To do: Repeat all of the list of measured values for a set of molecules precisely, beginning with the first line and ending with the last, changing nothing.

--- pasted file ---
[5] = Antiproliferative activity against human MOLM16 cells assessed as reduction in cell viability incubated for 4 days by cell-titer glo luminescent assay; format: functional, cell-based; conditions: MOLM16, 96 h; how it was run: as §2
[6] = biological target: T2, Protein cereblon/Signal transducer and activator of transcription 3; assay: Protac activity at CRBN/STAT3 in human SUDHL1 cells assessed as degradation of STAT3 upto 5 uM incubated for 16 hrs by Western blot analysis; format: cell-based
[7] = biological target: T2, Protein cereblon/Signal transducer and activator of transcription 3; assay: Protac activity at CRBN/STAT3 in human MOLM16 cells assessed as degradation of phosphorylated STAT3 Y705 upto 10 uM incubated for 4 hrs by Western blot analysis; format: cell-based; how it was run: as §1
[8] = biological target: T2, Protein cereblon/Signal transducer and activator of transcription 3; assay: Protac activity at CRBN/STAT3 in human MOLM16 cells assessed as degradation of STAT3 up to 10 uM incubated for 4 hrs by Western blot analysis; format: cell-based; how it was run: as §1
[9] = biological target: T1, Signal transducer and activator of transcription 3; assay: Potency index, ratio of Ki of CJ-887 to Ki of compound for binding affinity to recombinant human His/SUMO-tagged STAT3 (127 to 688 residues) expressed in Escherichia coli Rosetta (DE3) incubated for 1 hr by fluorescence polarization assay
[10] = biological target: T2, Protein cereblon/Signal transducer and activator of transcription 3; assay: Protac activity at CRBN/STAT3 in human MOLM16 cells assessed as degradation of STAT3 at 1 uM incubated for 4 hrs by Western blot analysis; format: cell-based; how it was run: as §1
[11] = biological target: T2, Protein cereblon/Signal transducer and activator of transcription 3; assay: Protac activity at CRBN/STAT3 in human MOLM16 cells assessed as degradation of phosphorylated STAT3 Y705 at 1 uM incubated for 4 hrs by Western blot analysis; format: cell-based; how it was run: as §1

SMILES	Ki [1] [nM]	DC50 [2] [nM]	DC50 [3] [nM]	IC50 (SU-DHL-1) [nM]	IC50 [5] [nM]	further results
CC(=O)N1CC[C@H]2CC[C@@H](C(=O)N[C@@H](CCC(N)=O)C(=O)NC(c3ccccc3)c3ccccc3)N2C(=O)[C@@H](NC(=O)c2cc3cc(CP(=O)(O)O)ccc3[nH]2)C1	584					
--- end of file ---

[5] = Antiproliferative activity against human MOLM16 cells assessed as reduction in cell viability incubated for 4 days by cell-titer glo luminescent assay; format: functional, cell-based; conditions: MOLM16, 96 h; how it was run: as §2
[6] = biological target: T2, Protein cereblon/Signal transducer and activator of transcription 3; assay: Protac activity at CRBN/STAT3 in human SUDHL1 cells assessed as degradation of STAT3 upto 5 uM incubated for 16 hrs by Western blot analysis; format: cell-based
[7] = biological target: T2, Protein cereblon/Signal transducer and activator of transcription 3; assay: Protac activity at CRBN/STAT3 in human MOLM16 cells assessed as degradation of phosphorylated STAT3 Y705 upto 10 uM incubated for 4 hrs by Western blot analysis; format: cell-based; how it was run: as §1
[8] = biological target: T2, Protein cereblon/Signal transducer and activator of transcription 3; assay: Protac activity at CRBN/STAT3 in human MOLM16 cells assessed as degradation of STAT3 up to 10 uM incubated for 4 hrs by Western blot analysis; format: cell-based; how it was run: as §1
[9] = biological target: T1, Signal transducer and activator of transcription 3; assay: Potency index, ratio of Ki of CJ-887 to Ki of compound for binding affinity to recombinant human His/SUMO-tagged STAT3 (127 to 688 residues) expressed in Escherichia coli Rosetta (DE3) incubated for 1 hr by fluorescence polarization assay
[10] = biological target: T2, Protein cereblon/Signal transducer and activator of transcription 3; assay: Protac activity at CRBN/STAT3 in human MOLM16 cells assessed as degradation of STAT3 at 1 uM incubated for 4 hrs by Western blot analysis; format: cell-based; how it was run: as §1
[11] = biological target: T2, Protein cereblon/Signal transducer and activator of transcription 3; assay: Protac activity at CRBN/STAT3 in human MOLM16 cells assessed as degradation of phosphorylated STAT3 Y705 at 1 uM incubated for 4 hrs by Western blot analysis; format: cell-based; how it was run: as §1

SMILES	Ki [1] [nM]	DC50 [2] [nM]	DC50 [3] [nM]	IC50 (SU-DHL-1) [nM]	IC50 [5] [nM]	further results
CC(=O)N1CC[C@H]2CC[C@@H](C(=O)N[C@@H](CCC(N)=O)C(=O)NC(c3ccccc3)c3ccccc3)N2C(=O)[C@@H](NC(=O)c2cc3cc(CP(=O)(O)O)ccc3[nH]2)C1	584					